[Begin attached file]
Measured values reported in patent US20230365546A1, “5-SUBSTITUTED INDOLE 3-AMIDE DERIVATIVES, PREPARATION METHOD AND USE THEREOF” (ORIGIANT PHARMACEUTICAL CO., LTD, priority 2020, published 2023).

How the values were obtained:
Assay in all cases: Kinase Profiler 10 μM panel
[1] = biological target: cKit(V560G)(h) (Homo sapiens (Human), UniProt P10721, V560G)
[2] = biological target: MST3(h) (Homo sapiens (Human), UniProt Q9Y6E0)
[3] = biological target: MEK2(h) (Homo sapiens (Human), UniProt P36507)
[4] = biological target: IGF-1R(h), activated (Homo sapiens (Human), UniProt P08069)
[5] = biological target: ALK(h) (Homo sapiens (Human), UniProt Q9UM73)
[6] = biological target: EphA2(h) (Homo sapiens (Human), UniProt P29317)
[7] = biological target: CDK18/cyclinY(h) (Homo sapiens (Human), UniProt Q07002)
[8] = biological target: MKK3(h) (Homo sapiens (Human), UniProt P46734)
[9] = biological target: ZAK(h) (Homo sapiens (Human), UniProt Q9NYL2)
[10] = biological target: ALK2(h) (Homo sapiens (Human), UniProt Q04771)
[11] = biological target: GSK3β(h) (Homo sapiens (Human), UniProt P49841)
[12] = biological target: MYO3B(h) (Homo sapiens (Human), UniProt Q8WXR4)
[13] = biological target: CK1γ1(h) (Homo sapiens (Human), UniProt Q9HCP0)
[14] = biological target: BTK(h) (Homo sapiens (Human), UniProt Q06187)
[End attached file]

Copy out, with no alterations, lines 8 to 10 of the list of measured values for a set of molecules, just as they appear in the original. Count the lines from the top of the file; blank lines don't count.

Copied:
[5] = biological target: ALK(h) (Homo sapiens (Human), UniProt Q9UM73)
[6] = biological target: EphA2(h) (Homo sapiens (Human), UniProt P29317)
[7] = biological target: CDK18/cyclinY(h) (Homo sapiens (Human), UniProt Q07002)